Debra E. Guston, a Glen Rock attorney and past chair of the New Jersey State Bar Association’s LGBT Rights Section, says transgender individuals may not receive the medical and psychological attention they require under this new policy.

“Transgender people have to make a decision about whether they want to live their lives authentically or whether they want to hide their identity in order to serve in the military,” Guston says.

Impact on the military

Prior to lifting the ban on transgender individuals in the military, the RAND Corporation (stands for Research ANd Development) explored the possible impact of transgender soldiers serving. RAND is a global policy think tank, financed by the U.S. government, as well as corporations, universities and private individuals, that provides research and analysis to the U.S. Armed Forces. It is hard to estimate the number of transgender individuals who are actively serving in the military since they can’t serve openly. A 2016 RAND report, however, put the number at between 1,320 and 6,630, but noted that not all seek treatment for a transition. According to the Defense Department, there are 1.3 million active duty military. Out of a total $50 billion healthcare budget, the military estimates it spends approximately $8 million in transgender care.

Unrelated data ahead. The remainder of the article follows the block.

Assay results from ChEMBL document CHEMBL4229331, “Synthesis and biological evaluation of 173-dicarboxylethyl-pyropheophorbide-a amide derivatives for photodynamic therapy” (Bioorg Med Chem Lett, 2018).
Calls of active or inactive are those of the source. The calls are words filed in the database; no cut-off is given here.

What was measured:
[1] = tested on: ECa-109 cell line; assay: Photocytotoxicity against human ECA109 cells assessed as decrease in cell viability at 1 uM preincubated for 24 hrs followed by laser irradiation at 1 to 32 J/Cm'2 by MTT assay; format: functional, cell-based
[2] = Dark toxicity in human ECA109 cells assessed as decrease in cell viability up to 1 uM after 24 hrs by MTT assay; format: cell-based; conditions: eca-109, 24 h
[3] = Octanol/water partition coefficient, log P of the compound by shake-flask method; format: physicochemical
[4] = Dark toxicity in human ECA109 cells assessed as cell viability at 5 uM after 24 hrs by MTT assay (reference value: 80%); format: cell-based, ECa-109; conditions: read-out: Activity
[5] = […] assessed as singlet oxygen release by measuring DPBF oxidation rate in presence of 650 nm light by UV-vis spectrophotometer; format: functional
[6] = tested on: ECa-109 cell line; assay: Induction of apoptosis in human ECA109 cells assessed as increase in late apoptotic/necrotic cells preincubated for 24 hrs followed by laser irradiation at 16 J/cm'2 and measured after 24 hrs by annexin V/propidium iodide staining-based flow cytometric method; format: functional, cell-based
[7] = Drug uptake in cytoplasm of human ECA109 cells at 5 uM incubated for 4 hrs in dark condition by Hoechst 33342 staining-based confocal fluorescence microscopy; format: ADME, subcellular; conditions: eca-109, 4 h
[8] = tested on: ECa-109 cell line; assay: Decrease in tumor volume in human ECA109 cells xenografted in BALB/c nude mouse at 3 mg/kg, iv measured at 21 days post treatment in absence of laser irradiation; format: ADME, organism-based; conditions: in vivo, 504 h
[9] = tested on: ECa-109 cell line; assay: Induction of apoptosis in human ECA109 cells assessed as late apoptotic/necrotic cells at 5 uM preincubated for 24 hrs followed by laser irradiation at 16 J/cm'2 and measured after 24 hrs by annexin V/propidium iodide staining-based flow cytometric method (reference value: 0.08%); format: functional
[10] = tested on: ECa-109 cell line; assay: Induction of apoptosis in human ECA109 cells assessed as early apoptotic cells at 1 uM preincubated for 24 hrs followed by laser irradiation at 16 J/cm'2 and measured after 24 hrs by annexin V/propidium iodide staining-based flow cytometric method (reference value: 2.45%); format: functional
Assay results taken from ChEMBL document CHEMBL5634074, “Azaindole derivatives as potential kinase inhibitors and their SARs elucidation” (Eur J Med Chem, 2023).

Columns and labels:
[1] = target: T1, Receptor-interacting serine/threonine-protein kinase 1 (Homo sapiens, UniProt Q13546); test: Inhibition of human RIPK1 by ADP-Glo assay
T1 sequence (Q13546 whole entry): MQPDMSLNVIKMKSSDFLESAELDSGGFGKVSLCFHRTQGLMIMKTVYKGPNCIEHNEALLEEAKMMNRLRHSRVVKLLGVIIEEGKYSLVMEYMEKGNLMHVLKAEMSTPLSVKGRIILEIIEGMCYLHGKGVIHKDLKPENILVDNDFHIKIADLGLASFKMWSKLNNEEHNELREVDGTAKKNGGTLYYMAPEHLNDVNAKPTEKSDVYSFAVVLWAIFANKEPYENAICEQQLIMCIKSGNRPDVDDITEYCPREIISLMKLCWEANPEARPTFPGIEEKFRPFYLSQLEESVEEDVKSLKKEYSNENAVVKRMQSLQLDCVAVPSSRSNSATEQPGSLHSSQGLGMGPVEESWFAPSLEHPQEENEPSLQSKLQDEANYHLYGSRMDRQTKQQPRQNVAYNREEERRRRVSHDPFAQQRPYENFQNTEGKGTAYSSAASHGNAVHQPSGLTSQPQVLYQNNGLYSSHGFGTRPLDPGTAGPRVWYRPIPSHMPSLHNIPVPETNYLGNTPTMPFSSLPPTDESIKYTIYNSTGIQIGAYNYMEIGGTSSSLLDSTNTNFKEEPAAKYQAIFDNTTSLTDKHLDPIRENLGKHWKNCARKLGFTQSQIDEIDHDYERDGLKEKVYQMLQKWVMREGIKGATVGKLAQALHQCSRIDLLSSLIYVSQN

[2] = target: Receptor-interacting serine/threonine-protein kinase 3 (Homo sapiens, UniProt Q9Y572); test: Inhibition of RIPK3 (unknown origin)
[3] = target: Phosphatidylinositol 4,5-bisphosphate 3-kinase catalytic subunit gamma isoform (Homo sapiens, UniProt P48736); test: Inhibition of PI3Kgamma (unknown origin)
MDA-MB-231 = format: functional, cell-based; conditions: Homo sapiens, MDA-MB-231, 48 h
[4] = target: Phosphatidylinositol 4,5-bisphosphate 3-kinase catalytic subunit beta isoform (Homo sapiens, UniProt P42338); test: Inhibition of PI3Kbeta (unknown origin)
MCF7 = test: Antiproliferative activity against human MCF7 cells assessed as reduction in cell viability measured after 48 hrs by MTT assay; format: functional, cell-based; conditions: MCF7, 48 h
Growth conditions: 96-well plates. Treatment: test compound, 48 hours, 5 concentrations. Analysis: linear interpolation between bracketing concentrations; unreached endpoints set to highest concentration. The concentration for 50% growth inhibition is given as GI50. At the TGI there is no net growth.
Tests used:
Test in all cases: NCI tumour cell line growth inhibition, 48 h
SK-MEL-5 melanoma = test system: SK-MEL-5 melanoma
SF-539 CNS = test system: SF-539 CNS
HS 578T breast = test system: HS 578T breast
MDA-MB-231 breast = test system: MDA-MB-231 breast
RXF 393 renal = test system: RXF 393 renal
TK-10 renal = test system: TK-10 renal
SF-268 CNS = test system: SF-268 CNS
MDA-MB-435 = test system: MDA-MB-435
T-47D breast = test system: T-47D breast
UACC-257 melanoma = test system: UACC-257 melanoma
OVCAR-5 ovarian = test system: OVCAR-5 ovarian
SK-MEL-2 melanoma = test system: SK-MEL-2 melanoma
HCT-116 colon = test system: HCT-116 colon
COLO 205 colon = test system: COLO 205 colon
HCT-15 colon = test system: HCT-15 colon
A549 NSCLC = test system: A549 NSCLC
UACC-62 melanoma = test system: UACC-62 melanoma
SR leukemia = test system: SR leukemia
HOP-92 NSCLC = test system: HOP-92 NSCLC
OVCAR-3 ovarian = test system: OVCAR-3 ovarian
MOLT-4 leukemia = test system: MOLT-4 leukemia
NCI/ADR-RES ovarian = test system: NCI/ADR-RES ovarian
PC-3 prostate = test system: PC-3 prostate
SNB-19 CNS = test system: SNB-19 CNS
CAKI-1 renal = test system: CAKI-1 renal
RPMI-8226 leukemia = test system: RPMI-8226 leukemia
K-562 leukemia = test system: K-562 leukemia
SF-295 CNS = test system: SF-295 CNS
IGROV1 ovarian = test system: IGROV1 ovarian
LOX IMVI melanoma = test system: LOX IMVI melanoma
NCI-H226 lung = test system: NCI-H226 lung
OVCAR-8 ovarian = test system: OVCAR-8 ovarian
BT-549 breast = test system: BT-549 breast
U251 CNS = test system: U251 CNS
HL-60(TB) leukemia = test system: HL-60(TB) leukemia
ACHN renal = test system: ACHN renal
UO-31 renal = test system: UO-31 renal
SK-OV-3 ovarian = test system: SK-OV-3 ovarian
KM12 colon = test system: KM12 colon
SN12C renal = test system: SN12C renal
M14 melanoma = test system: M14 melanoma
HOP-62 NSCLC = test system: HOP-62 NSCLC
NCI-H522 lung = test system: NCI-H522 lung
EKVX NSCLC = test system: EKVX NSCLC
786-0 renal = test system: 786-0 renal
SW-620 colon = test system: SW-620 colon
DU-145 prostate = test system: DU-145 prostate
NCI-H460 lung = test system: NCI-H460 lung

RAND acknowledged that there is “limited research” on the effect of transgender service members and relied on research for foreign military outfits. It concluded that including transgender people would have “little or no impact on unit cohesion, operational effectiveness or readiness.”

With regard to costs, RAND predicted providing healthcare to transitioning soldiers would increase costs by $2.4 million each year. That amount represents a 0.4 percent to 0.13 percent jump in healthcare expenditures for active duty personnel.

Secretary Mattis disputed the RAND’s conclusion, which he said largely influenced the Obama Administration’s decision to allow transgender people to serve. In detailing his policy, he indicated his belief that RAND didn’t give sufficient weight to the costs and relied too heavily on foreign military experiences with “different operational requirements than our own.”